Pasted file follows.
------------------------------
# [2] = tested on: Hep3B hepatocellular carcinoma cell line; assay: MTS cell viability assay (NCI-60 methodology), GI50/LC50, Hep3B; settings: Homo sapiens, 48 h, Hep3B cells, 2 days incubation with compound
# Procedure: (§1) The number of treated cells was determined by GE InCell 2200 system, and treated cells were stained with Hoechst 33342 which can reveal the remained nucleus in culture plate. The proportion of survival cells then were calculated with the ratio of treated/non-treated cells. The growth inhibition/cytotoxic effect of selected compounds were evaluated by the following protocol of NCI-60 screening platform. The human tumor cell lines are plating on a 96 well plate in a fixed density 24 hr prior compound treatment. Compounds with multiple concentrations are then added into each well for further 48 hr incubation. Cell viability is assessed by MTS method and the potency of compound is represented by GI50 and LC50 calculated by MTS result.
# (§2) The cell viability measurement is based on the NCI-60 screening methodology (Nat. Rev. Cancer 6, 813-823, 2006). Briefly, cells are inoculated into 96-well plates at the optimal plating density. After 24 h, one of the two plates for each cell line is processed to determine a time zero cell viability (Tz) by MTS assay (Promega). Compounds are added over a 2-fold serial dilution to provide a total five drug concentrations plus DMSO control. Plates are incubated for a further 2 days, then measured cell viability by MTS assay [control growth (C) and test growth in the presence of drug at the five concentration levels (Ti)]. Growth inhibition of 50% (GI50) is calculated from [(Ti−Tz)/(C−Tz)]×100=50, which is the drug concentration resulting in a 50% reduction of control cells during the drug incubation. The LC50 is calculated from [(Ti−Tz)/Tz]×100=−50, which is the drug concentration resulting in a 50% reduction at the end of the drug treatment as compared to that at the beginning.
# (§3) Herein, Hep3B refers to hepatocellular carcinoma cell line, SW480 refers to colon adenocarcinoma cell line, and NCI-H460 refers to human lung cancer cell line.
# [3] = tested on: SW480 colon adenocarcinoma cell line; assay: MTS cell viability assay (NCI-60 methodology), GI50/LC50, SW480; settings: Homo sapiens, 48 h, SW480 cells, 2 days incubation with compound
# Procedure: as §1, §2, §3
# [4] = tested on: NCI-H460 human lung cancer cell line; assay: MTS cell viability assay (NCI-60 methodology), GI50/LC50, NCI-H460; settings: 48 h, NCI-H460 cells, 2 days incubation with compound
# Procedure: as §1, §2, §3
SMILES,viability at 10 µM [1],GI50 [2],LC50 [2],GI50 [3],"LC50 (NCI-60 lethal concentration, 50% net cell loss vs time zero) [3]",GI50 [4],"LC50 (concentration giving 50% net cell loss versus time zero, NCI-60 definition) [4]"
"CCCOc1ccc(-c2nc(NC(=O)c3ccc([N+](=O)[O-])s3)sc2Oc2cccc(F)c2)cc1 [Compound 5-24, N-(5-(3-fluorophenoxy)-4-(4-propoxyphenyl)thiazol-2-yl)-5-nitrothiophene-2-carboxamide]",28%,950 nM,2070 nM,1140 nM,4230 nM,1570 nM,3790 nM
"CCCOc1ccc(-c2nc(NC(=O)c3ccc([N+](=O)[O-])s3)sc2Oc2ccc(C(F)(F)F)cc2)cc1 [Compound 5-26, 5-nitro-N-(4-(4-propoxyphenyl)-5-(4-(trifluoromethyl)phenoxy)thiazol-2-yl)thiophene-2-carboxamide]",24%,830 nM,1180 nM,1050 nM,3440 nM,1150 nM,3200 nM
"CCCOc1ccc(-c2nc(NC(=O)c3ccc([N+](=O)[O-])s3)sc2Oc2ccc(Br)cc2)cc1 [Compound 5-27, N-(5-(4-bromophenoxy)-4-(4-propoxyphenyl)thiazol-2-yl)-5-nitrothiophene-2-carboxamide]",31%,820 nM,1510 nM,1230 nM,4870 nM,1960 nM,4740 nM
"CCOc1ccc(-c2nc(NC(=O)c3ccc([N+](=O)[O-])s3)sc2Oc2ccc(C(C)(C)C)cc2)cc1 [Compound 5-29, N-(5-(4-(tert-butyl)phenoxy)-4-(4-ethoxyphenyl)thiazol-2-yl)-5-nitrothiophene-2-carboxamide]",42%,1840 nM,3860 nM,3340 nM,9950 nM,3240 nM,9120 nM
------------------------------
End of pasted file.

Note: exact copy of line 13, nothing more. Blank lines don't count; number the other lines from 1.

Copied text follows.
"CCOc1ccc(-c2nc(NC(=O)c3ccc([N+](=O)[O-])s3)sc2Oc2ccc(C(C)(C)C)cc2)cc1 [Compound 5-29, N-(5-(4-(tert-butyl)phenoxy)-4-(4-ethoxyphenyl)thiazol-2-yl)-5-nitrothiophene-2-carboxamide]",42%,1840 nM,3860 nM,3340 nM,9950 nM,3240 nM,9120 nM